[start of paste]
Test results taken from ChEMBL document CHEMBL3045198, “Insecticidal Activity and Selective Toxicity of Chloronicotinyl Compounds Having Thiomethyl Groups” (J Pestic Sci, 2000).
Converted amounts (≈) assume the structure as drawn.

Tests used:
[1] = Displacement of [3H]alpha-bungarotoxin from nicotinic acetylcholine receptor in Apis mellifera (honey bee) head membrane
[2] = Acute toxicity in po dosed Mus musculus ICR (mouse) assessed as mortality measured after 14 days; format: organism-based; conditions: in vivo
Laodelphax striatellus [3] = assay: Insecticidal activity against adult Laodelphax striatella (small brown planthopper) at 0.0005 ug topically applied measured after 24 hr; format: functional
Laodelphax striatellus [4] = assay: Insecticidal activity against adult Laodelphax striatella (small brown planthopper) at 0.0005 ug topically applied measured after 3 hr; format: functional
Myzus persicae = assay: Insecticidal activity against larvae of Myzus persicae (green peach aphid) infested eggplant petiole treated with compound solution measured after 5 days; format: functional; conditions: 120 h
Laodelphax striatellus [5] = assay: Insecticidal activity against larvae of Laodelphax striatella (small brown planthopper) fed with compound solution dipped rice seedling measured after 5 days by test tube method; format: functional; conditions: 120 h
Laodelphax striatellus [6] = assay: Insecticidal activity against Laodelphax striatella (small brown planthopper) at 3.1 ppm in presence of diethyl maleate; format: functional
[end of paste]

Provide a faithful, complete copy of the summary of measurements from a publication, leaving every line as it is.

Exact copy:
Test results taken from ChEMBL document CHEMBL3045198, “Insecticidal Activity and Selective Toxicity of Chloronicotinyl Compounds Having Thiomethyl Groups” (J Pestic Sci, 2000).
Converted amounts (≈) assume the structure as drawn.

Tests used:
[1] = Displacement of [3H]alpha-bungarotoxin from nicotinic acetylcholine receptor in Apis mellifera (honey bee) head membrane
[2] = Acute toxicity in po dosed Mus musculus ICR (mouse) assessed as mortality measured after 14 days; format: organism-based; conditions: in vivo
Laodelphax striatellus [3] = assay: Insecticidal activity against adult Laodelphax striatella (small brown planthopper) at 0.0005 ug topically applied measured after 24 hr; format: functional
Laodelphax striatellus [4] = assay: Insecticidal activity against adult Laodelphax striatella (small brown planthopper) at 0.0005 ug topically applied measured after 3 hr; format: functional
Myzus persicae = assay: Insecticidal activity against larvae of Myzus persicae (green peach aphid) infested eggplant petiole treated with compound solution measured after 5 days; format: functional; conditions: 120 h
Laodelphax striatellus [5] = assay: Insecticidal activity against larvae of Laodelphax striatella (small brown planthopper) fed with compound solution dipped rice seedling measured after 5 days by test tube method; format: functional; conditions: 120 h
Laodelphax striatellus [6] = assay: Insecticidal activity against Laodelphax striatella (small brown planthopper) at 3.1 ppm in presence of diethyl maleate; format: functional